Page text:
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Man Gets 2nd-Degree Burns From Working Outside, Warns Others About The Sun


With the summer just around the corner, many people are working towards getting that bronzed look. A tan is beneficial not only because adequate amounts of sunlight are healthy but also because it helps one appear slimmer (that’s why bodybuilders get tans before stepping on stage.) 

However, it is important to apply sunblock and to also avoid long bouts directly under the sun.  

This 20-year-old found out the hard way after spending a long day under the sun. 

Read more to find out.

Greg Binnie is from Scotland and he was left with second-degree burns after spending an afternoon out in the sun without sunscreen.

In an interview, Greg said that he was working outdoors mowing lawns for 7 hours before he felt the signs of a sunburn.

He continued on by saying: ‘the weather was forecast to be quite nice but nothing out of the ordinary. I did feel hot during the day but just assumed it was because of how much work I was doing.’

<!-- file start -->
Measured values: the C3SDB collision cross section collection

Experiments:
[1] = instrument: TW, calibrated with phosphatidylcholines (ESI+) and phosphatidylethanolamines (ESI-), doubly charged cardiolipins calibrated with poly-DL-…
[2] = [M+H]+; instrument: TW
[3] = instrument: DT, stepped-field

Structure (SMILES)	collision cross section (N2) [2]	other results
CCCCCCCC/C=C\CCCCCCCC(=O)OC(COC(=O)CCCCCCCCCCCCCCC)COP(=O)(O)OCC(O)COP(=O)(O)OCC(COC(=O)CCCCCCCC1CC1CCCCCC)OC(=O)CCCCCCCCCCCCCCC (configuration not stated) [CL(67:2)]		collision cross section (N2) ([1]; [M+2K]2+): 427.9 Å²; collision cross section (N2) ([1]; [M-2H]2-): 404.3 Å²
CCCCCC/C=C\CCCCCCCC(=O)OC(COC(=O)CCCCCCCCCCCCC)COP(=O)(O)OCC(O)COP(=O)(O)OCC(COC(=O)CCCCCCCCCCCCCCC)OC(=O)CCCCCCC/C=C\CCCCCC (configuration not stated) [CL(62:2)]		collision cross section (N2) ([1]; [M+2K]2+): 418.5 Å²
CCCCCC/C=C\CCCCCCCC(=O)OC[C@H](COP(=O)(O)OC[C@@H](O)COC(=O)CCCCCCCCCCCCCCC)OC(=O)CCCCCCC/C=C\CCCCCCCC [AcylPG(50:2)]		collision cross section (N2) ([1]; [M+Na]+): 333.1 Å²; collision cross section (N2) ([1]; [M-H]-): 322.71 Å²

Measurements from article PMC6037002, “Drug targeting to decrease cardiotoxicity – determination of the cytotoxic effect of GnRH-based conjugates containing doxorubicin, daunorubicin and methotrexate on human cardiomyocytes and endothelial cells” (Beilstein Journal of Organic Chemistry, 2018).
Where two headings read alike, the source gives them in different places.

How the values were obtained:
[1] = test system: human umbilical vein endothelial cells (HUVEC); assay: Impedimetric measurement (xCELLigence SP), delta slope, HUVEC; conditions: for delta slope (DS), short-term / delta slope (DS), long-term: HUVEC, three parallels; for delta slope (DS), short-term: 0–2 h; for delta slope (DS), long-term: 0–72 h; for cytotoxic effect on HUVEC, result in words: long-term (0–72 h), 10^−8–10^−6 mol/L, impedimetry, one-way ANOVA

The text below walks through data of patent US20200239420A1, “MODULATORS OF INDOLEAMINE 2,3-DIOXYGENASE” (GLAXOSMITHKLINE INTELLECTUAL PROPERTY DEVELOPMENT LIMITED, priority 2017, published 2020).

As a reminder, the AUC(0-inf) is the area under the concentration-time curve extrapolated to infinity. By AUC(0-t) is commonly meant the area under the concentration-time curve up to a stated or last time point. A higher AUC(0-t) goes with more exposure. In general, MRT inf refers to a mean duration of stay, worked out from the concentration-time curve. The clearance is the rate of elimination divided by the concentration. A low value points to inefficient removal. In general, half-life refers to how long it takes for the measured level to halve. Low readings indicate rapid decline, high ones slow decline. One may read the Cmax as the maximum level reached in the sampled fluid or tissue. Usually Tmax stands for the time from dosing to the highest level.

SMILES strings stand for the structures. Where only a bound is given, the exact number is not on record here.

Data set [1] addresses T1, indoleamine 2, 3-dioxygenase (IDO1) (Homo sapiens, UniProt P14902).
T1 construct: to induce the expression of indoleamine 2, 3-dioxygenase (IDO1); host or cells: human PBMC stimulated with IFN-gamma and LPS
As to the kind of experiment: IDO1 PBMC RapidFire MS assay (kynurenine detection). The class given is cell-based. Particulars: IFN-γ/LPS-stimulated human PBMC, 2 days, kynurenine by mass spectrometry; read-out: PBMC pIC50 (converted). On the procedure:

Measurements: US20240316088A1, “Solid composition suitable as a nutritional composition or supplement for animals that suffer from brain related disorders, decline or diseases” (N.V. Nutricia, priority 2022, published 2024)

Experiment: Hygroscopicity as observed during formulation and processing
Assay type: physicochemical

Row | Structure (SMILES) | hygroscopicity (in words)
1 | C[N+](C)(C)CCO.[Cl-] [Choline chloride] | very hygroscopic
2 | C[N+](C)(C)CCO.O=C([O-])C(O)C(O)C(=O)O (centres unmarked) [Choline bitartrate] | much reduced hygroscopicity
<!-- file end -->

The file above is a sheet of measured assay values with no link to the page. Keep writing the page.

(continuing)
‘I could feel my skin was a bit tender but it wasn’t until my mom and dad did point out the red color on my skin was a bit intense.’

Greg was used to the symptoms of being ‘fairly burnt’ since he is fair skinned. But it wasn’t until the next day when he realized things were getting worse.


He went straight back to work the next day and spent more time out in the sun. That’s when his skin started blistering.

He said: ‘I guess when you’re on holiday you use sunscreen but it’s not something you think about when you’re at home, especially living in Scotland where you don’t get this weather often.’

He has since taken several days off work in order to recover. Now he has to apply Sudocrem, a diaper rash ointment, and aloe vera on a daily basis every couple of hours to help with the burns.

Overexposure to UV radiation can cause sunburns, premature skin aging, and increase the risk of skin cancer.

What most people don’t realize is that exposure to sunlight can add up! According to the website of the Government of Canada: ‘Skin damage by the sun is cumulative. This means that long-term, daily exposure to sunlight adds up.’

The website continued on by explaining: ‘UV exposure causes damage to the DNA of your skin cells. Damaged cells do repair themselves. If, however, the damage is too severe to be repaired, you can get skin cancer.’


Some ways to protect yourself include, covering up with light colored clothing, limiting time out in the sun, using sunscreen, drinking plenty of water and avoiding the use of tanning beds.


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